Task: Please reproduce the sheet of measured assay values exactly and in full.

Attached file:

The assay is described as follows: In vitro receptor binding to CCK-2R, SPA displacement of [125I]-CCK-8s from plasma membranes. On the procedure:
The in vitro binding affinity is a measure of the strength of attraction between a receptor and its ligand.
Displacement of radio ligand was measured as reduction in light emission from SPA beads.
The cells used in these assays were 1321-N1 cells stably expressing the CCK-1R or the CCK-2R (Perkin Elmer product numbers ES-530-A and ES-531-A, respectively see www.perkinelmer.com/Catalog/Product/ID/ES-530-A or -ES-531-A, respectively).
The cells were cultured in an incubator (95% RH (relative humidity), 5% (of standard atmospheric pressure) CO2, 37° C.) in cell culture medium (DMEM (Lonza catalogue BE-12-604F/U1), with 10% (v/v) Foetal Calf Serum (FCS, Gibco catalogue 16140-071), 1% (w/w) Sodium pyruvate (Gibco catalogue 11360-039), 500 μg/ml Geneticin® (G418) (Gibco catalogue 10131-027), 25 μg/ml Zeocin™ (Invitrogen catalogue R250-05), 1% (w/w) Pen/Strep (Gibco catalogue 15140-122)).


The assay is described as follows: In vitro receptor binding to CCK-2R, SPA displacement of [125I]-CCK-8s from plasma membranes. On the procedure:
The in vitro binding affinity is a measure of the strength of attraction between a receptor and its ligand.
Displacement of radio ligand was measured as reduction in light emission from SPA beads.
The cells used in these assays were 1321-N1 cells stably expressing the CCK-1R or the CCK-2R (Perkin Elmer product numbers ES-530-A and ES-531-A, respectively see www.perkinelmer.com/Catalog/Product/ID/ES-530-A or -ES-531-A, respectively).
The cells were cultured in an incubator (95% RH (relative humidity), 5% (of standard atmospheric pressure) CO2, 37° C.) in cell culture medium (DMEM (Lonza catalogue BE-12-604F/U1), with 10% (v/v) Foetal Calf Serum (FCS, Gibco catalogue 16140-071), 1% (w/w) Sodium pyruvate (Gibco catalogue 11360-039), 500 μg/ml Geneticin® (G418) (Gibco catalogue 10131-027), 25 μg/ml Zeocin™ (Invitrogen catalogue R250-05), 1% (w/w) Pen/Strep (Gibco catalogue 15140-122)).